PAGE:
have developed strategies to narrow their funded status gaps
sooner than what may be required based on minimum funding.
This often results in higher-than-required (under IRS rules)
cash contributions being made.
Impact of decreasing discount rates
evident in 2016 financial statements
of the Milliman 100 companies
Discount rates used to measure plan obligations, determined
by reference to high-quality corporate bonds, decreased during
2016, thereby increasing liabilities and reversing the trend from
the prior year. The median discount rate decreased to 3.99%
at the end of 2016 from 4.29% in 2015. The 3.99% discount rate
at the end of 2016 was the lowest in the 17-year history of the
Milliman PFS. Discount rates had been generally declining from
7.63% at the end of 1999. Discount rates were 237 basis points
higher at the end of 2008.
The impact of the decreasing discount rates in 2016 and increased
PBO was partially offset with a favorable investment gain of 8.4%.
This resulted in a modest decrease in the funded status. The 2016
funding deficit of $323.4 billion is a $21.7 billion increase over the
year-end 2015 funding deficit of $301.7 billion. It is the fourthlargest
deficit in the 17-year history of the Milliman PFS.
FIGURE 8: PENSION FUNDING SURPLUS/(DEFICIT)
Pension expense—the charge to company earnings—decreased
to $30.8 billion in 2016 as compared with $33.3 billion during
fiscal year 2015, a $2.5 billion decrease. The peak level of
pension expense occurred in 2012, when it was $55.9 billion.
In addition, 46 of the Milliman 100 companies indicated that
they have adopted or plan to adopt a “spot rate” approach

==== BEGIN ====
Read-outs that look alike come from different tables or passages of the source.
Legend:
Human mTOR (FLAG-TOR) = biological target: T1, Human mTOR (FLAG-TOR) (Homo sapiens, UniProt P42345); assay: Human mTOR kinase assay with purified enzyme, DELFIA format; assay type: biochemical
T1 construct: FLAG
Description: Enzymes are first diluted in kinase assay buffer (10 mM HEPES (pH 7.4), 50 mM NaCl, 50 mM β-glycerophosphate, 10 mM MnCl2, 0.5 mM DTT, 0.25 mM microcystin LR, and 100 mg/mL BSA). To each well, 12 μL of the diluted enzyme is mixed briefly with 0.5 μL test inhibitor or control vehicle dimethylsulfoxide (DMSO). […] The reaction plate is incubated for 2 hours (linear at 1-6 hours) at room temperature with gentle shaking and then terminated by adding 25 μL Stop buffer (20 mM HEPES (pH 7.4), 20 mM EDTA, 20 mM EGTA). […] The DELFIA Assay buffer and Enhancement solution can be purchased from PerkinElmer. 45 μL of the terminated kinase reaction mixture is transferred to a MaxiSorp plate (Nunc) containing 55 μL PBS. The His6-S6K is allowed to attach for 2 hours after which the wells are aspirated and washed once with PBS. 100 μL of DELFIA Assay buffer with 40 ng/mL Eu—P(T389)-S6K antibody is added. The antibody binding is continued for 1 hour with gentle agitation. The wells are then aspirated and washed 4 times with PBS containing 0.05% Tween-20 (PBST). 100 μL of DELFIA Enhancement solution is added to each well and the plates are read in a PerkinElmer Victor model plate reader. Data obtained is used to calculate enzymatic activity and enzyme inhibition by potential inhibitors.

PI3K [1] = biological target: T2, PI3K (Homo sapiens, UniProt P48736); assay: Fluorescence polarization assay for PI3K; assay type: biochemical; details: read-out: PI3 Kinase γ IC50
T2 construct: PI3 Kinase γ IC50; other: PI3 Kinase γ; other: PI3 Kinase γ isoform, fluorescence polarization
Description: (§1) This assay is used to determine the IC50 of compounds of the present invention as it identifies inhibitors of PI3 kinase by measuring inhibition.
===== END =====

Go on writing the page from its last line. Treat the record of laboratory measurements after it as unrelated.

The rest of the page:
for estimating the service and interest cost components of
net periodic benefit costs. Thirty-seven companies included
such disclosure for our 2016 PFS. This approach is likely to
produce a pension expense savings in the near term. In spite
of the decrease in discount rates during 2016, the 2017 pension
expense is not likely to increase significantly, which is due to
the investment gains experienced during 2016 and the change
in accounting method to a spot rate approach.
The “spot rate” approach, which is a refined use of the individual
“spot” interest rates on the corporate bond yield curve used to
develop the actuarial liabilities or PBO. This contrasts with the
measurement of PBO utilizing a customized bond matching
model. The plan sponsor can choose to use only one of the
valuation methodologies, and cannot change it each year unless
there is agreement with the auditors to do so.
For an upwardly sloping yield curve, the use of the spot rate
method is expected to lower the “interest cost” component
of pension expense, thus lowering the total pension expense
in comparison with using the former single-weighted
average discount rate methodology. This method leads to an
expectation of PBO losses when the PBO is remeasured at the
end of fiscal year 2017 for pension disclosure.
We’ve estimated an $11.1 billion decrease in FY2017 pension
expense if all Milliman 100 companies adopted the spot rate
accounting method to calculate the interest cost component.
We’ve made the assumption of a 20.0% reduction in the
interest cost for each of the other 54 Milliman 100 companies
for this calculation.
FIGURE 9: PLAN ASSETS AND OBLIGATIONS